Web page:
Betting shop opens while building society closes

Posted on - 30th January, 2013 - 10:55pm | Author - | Posted in - Business, Observations



Vacant properties and the apparent lack of investment on the streets of Preston has been the topic of discussion and highlighted recently by the debate on the future of Preston’s empty buildings

We are about to see yet another empty premises when the Britannia building society on Lune Street in Preston shuts its doors for the last time. The Co-operative who own the Britannia chain decided to close the branch on Lune St as part of a nationwide re-structure of their business. Staff employed there are said to be relocated to neighbouring branches.

However, while one business closes down another opens. A new Coral Bookmakers has recently appeared on the site of the old Cookies coffee shop on the corner of Orchard Street in Preston.

Financial institutions have felt the pinch during the economic downturn but betting shops are seemingly thriving.

While it is admirable to see a business willing to take over a plot that has been vacant for a few years is this the type of businesses we want to see more of on the high street?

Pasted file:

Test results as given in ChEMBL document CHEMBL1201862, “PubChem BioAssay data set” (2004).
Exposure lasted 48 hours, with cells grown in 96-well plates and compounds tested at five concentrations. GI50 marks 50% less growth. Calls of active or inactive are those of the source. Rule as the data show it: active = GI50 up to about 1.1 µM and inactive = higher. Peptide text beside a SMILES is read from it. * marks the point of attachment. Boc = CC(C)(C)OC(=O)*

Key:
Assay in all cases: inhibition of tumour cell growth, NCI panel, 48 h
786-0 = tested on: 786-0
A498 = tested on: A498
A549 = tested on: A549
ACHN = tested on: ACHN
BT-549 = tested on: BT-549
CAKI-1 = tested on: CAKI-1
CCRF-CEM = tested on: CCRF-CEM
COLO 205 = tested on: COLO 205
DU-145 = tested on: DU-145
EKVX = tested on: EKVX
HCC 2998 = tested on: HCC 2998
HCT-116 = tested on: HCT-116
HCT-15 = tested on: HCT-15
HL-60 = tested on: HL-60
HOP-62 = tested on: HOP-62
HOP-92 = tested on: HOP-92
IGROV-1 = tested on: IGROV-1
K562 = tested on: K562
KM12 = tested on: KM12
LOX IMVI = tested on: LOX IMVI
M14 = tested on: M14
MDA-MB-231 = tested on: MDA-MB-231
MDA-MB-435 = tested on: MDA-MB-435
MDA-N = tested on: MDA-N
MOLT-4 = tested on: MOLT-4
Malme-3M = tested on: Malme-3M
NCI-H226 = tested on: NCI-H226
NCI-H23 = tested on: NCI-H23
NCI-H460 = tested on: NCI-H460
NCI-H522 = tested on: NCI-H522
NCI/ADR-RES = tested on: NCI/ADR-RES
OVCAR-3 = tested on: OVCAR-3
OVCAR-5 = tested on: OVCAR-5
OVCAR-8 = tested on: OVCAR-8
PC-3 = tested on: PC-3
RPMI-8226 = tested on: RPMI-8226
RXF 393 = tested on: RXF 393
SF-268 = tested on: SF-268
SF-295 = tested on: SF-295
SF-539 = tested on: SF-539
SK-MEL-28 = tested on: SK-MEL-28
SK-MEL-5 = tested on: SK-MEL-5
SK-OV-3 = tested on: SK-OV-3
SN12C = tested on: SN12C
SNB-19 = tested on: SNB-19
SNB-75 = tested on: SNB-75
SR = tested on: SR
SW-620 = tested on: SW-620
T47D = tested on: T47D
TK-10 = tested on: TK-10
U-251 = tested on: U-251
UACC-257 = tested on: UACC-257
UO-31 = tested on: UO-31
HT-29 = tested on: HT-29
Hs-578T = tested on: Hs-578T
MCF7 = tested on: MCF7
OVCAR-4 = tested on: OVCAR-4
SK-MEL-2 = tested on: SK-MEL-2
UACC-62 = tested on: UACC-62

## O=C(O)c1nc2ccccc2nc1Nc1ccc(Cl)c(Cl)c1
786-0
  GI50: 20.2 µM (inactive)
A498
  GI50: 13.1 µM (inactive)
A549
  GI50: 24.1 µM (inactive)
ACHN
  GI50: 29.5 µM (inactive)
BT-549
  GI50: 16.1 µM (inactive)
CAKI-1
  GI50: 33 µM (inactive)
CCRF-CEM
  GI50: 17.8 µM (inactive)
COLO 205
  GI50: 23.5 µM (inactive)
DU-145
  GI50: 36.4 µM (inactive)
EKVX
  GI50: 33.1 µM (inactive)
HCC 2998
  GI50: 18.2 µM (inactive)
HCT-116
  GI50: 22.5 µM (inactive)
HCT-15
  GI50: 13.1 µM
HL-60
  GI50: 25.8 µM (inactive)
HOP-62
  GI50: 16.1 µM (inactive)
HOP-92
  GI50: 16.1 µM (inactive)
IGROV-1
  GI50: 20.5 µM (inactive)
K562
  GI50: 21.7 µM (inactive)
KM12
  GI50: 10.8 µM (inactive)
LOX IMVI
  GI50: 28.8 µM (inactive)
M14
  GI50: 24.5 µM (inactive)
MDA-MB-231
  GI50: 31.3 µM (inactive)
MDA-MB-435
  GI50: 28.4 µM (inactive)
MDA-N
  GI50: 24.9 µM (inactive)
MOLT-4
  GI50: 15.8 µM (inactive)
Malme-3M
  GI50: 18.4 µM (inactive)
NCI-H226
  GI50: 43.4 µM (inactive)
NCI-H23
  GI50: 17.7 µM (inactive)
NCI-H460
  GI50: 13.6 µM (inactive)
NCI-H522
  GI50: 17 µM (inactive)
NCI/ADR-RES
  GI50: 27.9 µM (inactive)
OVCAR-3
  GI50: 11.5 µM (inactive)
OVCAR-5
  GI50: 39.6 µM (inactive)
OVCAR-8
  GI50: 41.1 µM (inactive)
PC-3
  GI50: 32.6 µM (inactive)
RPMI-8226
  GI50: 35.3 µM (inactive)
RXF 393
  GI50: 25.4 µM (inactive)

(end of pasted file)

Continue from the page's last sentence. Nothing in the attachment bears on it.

A recent article in the Daily Mail highlighted the fact that since 2001 when Gordon Brown, then Chancellor of the Exchequer, abolished duty on individual bets in favour of a tax on bookmakers’ gross profits the betting chains, which had been in decline, began to enjoy a recovery.

This was mostly due to customers who were drawn to the new Fixed Odds Betting Terminals (FOBTs). The Mail reported that in 2007, there were 16,380 in the UK. Last year, this had doubled to 32,000, with Coral, William Hill, Ladbrokes, and Paddy Power collectively making more than £1 billion a year from the terminals. The machines allow punters to gamble up to £100 a time in seconds.

Research has shown that gamblers in the poorest areas spend the most money. There are claims by Fairer Gambling that betting companies deliberately cluster branches together on the High Streets of poorer towns “often taking over closed-down premises and nudging up to ‘pound’ stores, charity shops and pawn- brokers where rents are dirt cheap so that a punter can move easily between machines in different betting shops and gamble away yet more money.”

The Association Of British Bookmakers deny these allegations as ‘false and offensive.’

There are plenty of scare stories of the misery caused by the machines in betting shops “turning people into addicts”. The official advice is gamble responsibly and don’t gamble with money you can’t afford to lose


What is your opinion of another betting shop opening in Preston? Let us know in the comments below.

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